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2000 (English)In: Preventive Medicine, ISSN 0091-7435, E-ISSN 1096-0260, Vol. 31, no 4, p. 417-428Article in journal (Refereed) Published
Abstract [en]

Background. The effectiveness of mammography screening could be improved if factors that influence nonattendance were better understood. Methods. We examined attitudes, beliefs, and knowledge in relation to nonattendance in a population-based mammography screening program, using a case-control design. Data were collected from November 1997 to March 1998 through telephone interviews with 434 nonattenders and 515 attenders identified in a population-based mammography register in central Sweden. The questions asked drew primarily upon the components constituting the Health Belief Model. Results. Multivariate analysis showed that nonattendance was most common among women within the highest quartile of perceived emotional barriers, compared to women within the lowest quartile (OR = 4.81; 95% CI 2.96-7.82). Women who worried most about breast cancer were more likely to attend than those who worried least (OR = 0.09; 95% CI 0.02-0.31). Women with the highest scores of perceived benefits were more likely to attend than women with the lowest ones (OR = 0.35; 95% CI 0.08-0.75). Other factors associated with nonattendance were less knowledge about mammography and breast cancer, lack of advice from a health professional to participate, and very poor trust in health care. Conclusions, Our findings suggest that increased participation in outreach mammography screening programs can be achieved through enhancement of breast cancer awareness and possibly by reducing some of the modifiable barriers.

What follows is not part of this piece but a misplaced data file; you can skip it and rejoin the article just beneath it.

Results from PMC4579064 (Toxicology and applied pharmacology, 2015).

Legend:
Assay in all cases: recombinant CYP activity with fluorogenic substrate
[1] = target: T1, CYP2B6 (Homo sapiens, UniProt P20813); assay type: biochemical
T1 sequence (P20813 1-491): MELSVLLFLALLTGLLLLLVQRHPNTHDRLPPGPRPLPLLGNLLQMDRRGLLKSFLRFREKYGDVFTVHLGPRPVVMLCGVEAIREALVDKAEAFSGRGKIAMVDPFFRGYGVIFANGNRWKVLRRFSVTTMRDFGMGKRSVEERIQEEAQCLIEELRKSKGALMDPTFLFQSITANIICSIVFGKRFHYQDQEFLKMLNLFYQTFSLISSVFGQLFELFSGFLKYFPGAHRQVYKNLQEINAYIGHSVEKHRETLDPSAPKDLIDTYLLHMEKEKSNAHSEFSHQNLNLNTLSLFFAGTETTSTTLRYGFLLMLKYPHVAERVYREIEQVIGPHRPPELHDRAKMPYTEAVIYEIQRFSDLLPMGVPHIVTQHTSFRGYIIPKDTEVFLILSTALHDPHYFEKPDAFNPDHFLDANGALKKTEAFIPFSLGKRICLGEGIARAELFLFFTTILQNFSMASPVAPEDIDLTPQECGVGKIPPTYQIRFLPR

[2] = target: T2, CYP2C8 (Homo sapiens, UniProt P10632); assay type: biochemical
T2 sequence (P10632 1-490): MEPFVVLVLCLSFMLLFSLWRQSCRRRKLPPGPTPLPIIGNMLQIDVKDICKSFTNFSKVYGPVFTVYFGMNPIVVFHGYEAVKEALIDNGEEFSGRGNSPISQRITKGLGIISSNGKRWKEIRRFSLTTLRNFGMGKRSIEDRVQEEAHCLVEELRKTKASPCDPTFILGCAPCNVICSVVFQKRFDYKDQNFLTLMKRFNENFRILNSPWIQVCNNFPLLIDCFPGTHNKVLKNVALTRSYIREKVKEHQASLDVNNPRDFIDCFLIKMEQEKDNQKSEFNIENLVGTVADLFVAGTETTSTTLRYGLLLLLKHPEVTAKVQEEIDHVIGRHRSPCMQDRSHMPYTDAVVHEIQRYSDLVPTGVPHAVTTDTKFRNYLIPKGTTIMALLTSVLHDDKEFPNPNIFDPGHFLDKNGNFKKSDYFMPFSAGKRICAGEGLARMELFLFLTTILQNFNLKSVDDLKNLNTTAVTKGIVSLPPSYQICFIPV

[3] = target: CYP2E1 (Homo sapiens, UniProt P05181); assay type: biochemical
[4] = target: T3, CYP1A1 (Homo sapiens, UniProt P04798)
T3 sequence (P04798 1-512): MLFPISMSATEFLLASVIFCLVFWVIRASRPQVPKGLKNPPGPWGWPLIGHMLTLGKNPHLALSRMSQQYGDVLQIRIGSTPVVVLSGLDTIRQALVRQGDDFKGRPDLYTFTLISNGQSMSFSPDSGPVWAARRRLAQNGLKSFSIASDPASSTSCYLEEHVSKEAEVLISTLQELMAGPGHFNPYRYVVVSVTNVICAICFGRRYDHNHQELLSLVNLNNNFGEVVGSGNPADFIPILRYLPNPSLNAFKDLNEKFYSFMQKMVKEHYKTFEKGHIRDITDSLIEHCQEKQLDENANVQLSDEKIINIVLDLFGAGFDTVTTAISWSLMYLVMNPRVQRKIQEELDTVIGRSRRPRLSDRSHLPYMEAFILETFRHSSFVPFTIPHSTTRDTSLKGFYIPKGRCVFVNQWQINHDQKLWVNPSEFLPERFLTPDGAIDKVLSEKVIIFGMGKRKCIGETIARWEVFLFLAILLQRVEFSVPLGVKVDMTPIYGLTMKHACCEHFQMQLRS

National Category
Medical and Health Sciences
Identifiers
urn:nbn:se:sh:diva-15735 (URN)10.1006/pmed.2000.0723 (DOI)000089566300017 ()11006068 (PubMedID)2-s2.0-0033810433 (Scopus ID)
Available from: 2012-03-07 Created: 2012-03-07 Last updated: 2017-12-07Bibliographically approved
Akre, O., Ekbom, A., Sparén, P. & Tretli, S. (2000). Body size and testicular cancer. Journal of the National Cancer Institute, 92(13), 1093-1096
Open this publication in new window or tab >>Body size and testicular cancer
2000 (English)In: Journal of the National Cancer Institute, ISSN 0027-8874, E-ISSN 1460-2105, Vol. 92, no 13, p. 1093-1096Article in journal (Refereed) Published
National Category
Cancer and Oncology
Identifiers
urn:nbn:se:sh:diva-15744 (URN)10.1093/jnci/92.13.1093 (DOI)000087993000017 ()2-s2.0-0034608776 (Scopus ID)
Available from: 2012-03-07 Created: 2012-03-07 Last updated: 2017-12-07Bibliographically approved